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[197] prayers were made, though no preacher was there. Memory reverted fondly to the past, to home and friends. The spirit of the soldier soared away to other scenes and left him to sit blankly down, gaze at the stars and feel unspeakable longings for undefined joys, and weep, for very tenderness of heart, at his own sad loneliness.

At 10 P. M. some man, mounted on horseback, rode up to one of the huts and said the battalion had orders to move. It was so dark that his face was scarcely visible. In a few minutes orders were received to destroy what could be destroyed without noise or fire. This was promptly done. Then the companies were formed, the roll was called and the battalion marched slowly and solemnly away. No one doubted that the command would march at once to the assistance of the troops at or near Five Forks. It was thought that before morning every man would have his musket and his supply of ammunition, and the crack of day would see the battalion rushing into battle in regular infantry style, whooping and yelling like demons. But they got no arms that night. The march was steady till broad day of Monday the 3d of April. Of course the men felt mortified at having to leave the guns, but there was no help for it, as the battery horses which had been sent away to winter had not returned. It was evident that the battalion had bid farewell to artillery and commenced a new career as infantry.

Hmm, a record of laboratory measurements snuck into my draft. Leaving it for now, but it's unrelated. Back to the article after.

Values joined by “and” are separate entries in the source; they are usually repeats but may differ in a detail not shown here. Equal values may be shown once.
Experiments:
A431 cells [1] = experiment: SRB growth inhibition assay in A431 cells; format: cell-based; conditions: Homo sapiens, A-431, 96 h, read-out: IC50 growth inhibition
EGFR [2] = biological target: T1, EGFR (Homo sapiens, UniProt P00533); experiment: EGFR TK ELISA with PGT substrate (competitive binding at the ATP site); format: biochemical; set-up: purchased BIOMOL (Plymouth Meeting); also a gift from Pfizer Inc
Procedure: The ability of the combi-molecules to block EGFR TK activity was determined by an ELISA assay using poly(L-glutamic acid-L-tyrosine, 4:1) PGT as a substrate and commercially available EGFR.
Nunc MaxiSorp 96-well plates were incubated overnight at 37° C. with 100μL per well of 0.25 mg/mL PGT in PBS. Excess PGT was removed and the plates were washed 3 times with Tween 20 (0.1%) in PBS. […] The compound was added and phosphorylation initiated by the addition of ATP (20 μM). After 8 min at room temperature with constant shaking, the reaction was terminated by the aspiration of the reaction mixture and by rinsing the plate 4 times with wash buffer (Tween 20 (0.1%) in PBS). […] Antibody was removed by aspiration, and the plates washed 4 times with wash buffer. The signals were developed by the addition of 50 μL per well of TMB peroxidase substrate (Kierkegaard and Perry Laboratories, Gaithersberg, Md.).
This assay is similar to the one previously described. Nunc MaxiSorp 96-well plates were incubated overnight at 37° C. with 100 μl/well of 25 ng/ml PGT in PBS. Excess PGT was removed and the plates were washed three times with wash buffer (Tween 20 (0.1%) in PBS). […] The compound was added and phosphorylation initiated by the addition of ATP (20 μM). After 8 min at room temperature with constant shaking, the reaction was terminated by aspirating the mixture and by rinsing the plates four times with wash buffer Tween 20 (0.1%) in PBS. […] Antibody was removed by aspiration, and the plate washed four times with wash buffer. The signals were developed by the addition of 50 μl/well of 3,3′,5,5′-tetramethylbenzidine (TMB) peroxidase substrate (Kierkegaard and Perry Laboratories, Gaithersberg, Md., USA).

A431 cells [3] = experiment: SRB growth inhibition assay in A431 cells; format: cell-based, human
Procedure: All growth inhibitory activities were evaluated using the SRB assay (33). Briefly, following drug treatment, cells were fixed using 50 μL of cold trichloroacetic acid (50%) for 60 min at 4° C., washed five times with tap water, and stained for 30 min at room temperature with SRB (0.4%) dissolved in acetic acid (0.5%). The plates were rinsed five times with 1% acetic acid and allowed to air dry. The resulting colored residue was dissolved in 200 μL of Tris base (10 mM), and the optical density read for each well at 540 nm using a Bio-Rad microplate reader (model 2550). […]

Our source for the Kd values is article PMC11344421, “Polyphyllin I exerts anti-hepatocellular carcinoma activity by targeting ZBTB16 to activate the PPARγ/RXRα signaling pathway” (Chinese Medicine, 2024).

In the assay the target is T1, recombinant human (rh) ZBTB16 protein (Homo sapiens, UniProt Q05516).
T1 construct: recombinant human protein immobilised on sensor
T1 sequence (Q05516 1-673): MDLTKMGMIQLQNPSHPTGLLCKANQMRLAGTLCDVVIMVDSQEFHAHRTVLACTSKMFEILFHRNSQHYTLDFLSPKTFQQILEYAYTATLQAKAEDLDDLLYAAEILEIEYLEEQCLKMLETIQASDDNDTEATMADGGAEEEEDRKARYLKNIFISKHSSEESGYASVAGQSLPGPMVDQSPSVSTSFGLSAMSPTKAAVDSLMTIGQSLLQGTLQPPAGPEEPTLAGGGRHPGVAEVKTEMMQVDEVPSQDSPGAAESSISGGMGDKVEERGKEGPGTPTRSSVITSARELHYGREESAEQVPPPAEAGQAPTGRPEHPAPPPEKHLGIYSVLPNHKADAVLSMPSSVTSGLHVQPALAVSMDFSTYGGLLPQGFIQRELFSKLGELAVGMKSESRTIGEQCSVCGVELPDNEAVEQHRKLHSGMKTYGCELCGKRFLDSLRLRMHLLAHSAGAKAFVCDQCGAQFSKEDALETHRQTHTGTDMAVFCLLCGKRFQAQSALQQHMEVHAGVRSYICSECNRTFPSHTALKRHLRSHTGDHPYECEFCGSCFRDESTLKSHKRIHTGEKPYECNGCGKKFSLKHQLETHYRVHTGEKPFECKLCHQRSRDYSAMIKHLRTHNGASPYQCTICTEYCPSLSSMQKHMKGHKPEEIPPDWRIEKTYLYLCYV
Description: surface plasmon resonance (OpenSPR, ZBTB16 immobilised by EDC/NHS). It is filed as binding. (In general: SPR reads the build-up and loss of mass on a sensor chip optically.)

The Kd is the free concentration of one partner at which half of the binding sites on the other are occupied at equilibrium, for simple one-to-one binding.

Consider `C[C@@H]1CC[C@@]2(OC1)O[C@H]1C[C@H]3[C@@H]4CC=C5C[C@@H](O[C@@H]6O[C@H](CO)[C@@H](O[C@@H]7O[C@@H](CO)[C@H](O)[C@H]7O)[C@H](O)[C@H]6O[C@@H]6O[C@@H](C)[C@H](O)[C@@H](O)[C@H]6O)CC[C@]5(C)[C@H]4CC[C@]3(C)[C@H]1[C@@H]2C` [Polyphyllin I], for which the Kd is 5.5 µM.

As the night wore on the men learned that the command was not going to any point on the lines. That being determined, no one could guess its destination. Later in the night, probably as day approached, the sky in the direction of Richmond was lit with the red glare of distant conflagration, and at short intervals there were deep, growling explosions as of magazines. The roads were filled with other troops, all hurrying in the same direction. There was no sign of panic or fear, but the very wheels seemed turning with unusual energy. The men wore the look of determination, haste and eagerness. One could feel the energy which surrounded him and animated the men and things which moved so steadily on, on, on!! There was no laughing, singing or talking. Nothing but the steady tread of the column and the surly rumbling of the trains.

As morning dawned, the battalion struck the main road leading from Richmond. Refugees told the story of the evacuation and informed the boys from the city that it was in the hands of the

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